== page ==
Activist reflects on changing times


Josh Meredith

Activist Angela Davis spoke at the Mandela Social Justice Day event on Feb. 5 in Carter Hall.

The crowd stood and cheered as Angela Davis took the stage.

“I was warned that Evansville is quite conservative,” Davis said as the crowd responded with laughter.

The renowned educator, activist and scholar was the keynote speaker of the Mandela Social Justice Day event, which took place on Feb. 5 in Carter Hall. The event was sponsored by Special Programs and the Arts to commemorate Nelson Mandela.

Davis became known for her involvement in a politically charged murder case in the 1970s. She later joined the Black Panthers, a revolutionary political organization, and an all-black branch of the Communist Party.

“When I was charged with murder, kidnapping and conspiracy, I found myself facing the death penalty,” Davis said. “I experienced something that has remained with me over the years.”

She said she doesn’t consider herself a courageous person and when she realized she could be ushered into a gas chamber at San Quentin’s, a state prison in California, she was scared.

“However, as the movement to free me grew and developed, as I received letters and statements from people all over the world, that solidarity began to overshadow the fear,” she said.

She said she was fortunate enough to meet Nelson Mandela in 1990 when he toured the U.S. in the aftermath of his release from prison. 

Davis visited South Africa in 1991 and Mandela invited her to stay in his family home. He walked into her room one night and seemed to be embarrassed upon seeing her.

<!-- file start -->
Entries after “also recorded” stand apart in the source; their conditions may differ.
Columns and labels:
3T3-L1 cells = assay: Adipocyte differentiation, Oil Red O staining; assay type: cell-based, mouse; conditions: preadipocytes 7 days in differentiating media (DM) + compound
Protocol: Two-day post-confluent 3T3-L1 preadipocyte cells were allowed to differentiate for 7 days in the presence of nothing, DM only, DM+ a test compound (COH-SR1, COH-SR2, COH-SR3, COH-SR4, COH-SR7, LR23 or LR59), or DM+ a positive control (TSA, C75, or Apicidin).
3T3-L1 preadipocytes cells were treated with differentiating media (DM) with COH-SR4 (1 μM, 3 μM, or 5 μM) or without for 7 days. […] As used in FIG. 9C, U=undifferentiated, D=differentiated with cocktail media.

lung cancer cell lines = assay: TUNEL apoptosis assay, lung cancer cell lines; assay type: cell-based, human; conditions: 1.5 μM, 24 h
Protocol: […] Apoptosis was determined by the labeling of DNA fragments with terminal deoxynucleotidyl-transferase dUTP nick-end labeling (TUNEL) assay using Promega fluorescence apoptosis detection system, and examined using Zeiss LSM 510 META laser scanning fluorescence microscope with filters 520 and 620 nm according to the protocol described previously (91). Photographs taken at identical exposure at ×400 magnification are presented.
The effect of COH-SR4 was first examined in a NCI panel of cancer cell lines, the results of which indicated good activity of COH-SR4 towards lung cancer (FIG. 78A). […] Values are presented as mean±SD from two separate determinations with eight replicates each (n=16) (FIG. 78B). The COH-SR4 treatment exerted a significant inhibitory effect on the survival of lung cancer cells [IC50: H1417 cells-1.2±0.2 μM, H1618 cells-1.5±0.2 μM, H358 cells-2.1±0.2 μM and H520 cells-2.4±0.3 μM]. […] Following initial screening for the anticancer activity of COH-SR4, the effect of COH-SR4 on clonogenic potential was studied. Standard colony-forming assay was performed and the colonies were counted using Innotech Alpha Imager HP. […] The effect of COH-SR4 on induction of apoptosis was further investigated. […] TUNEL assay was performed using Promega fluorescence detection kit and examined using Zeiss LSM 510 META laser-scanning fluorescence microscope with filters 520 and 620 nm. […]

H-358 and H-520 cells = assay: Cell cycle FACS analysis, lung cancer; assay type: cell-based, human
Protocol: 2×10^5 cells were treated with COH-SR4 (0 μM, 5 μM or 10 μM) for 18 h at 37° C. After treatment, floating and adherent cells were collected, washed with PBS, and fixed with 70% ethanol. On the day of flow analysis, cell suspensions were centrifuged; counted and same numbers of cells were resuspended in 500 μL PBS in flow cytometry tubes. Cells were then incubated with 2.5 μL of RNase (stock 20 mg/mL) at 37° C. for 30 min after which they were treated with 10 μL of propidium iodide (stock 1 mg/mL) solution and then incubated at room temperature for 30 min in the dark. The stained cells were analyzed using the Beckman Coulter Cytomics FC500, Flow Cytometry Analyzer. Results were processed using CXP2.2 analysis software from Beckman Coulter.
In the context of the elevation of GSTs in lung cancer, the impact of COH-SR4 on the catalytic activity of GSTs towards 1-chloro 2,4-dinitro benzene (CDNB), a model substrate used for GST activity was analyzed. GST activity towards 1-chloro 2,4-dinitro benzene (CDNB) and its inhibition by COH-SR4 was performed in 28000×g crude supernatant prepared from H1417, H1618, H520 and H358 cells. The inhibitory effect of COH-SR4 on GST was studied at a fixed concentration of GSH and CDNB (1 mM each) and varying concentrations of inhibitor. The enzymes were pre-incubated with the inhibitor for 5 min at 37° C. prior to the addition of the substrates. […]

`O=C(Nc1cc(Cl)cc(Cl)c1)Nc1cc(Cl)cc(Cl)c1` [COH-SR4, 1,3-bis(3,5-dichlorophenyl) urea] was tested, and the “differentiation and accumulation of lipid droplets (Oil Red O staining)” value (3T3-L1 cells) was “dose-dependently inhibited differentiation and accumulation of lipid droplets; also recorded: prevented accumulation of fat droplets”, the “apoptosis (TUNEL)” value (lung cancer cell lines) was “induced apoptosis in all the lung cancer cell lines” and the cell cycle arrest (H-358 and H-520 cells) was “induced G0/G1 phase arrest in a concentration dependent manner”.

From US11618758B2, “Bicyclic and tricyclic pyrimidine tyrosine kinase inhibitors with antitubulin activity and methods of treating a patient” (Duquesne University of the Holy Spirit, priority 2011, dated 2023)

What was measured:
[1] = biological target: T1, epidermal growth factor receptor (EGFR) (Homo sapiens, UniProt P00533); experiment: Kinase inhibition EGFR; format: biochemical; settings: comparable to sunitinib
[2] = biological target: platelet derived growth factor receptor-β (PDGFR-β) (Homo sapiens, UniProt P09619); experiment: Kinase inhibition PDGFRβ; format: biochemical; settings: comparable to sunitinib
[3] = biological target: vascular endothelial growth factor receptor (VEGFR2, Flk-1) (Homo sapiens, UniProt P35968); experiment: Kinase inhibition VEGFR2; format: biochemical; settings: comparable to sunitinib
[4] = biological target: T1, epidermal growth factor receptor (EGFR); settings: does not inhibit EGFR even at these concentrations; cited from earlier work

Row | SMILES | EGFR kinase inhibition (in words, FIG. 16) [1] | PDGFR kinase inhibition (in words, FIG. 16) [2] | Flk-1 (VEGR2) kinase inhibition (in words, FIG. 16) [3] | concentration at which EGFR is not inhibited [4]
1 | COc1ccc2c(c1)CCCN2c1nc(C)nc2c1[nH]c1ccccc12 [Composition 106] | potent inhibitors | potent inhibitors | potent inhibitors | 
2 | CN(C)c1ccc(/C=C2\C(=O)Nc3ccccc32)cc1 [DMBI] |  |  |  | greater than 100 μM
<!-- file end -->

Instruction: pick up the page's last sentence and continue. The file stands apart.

Davis said he apologized and said that his grandson normally stayed in the room and he would come in to read him a story every night.

“When I think of Nelson Mandela, I don’t always think of the great heroic fighter,” Davis said. “I also think about the loving grandfather who found time to spend with his grandson each evening.”

Davis said one-way activism has changed since is the rise of social media.

“I think that it has been helpful, but it also had some negative effects,” Davis said. “Negative effects in the sense that many people have come to assume that mobilizing is the same as organizing. So it’s easy to put a message out on social media saying, ‘be at this place at this time and we’re going to have a demonstration.’”

Davis said it’s not really bringing people together, but that doesn’t mean it can’t happen through cyber methods.

“This seems to be what the future holds,” she said. “You walk down the street and everybody has a telephone. So I think that what’s really interesting are those people who are developing creative ways of using new technologies.”

Davis also said students have been at the forefront of every radical movement she can think of.

“Which makes sense because when you’re in college, you’re learning a great deal,” she said. “You’re learning how to ask questions and challenge things that you’ve taken for granted.”

Sakina Hughes, chair of the Mandela Social Justice Day committee, said having Davis come to campus was like a dream come true.

“We just thought, wow, that would be really great if we could get her here, but let’s see, she might be too busy or something,” Hughes said.

Hughes said the first word that comes to mind when she thinks of Angela Davis is freedom-struggle.

“She’s been working on prison abolition, which is a whole movement that is geared toward getting people that are in prison, their rights and humane condition,” she said.

Hughes said Mandela Social Justice Day holds a special place in her heart.

“It’s taken some time, it’s taken history to look back on to see what he was actually doing, to appreciate him,” she said.